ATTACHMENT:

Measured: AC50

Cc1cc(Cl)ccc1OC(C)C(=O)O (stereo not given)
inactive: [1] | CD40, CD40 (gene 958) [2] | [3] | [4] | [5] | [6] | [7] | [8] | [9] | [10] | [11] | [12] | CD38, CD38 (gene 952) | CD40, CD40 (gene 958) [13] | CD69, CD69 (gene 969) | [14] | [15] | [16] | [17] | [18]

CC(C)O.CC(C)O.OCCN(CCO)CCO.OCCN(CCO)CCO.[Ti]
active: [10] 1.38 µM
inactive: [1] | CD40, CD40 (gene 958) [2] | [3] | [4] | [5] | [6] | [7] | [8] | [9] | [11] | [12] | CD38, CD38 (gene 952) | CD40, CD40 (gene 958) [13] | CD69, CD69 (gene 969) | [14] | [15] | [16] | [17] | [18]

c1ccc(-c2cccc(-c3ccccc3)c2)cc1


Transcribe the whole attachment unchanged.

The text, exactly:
Measured: AC50

Cc1cc(Cl)ccc1OC(C)C(=O)O (stereo not given)
inactive: [1] | CD40, CD40 (gene 958) [2] | [3] | [4] | [5] | [6] | [7] | [8] | [9] | [10] | [11] | [12] | CD38, CD38 (gene 952) | CD40, CD40 (gene 958) [13] | CD69, CD69 (gene 969) | [14] | [15] | [16] | [17] | [18]

CC(C)O.CC(C)O.OCCN(CCO)CCO.OCCN(CCO)CCO.[Ti]
active: [10] 1.38 µM
inactive: [1] | CD40, CD40 (gene 958) [2] | [3] | [4] | [5] | [6] | [7] | [8] | [9] | [11] | [12] | CD38, CD38 (gene 952) | CD40, CD40 (gene 958) [13] | CD69, CD69 (gene 969) | [14] | [15] | [16] | [17] | [18]

c1ccc(-c2cccc(-c3ccccc3)c2)cc1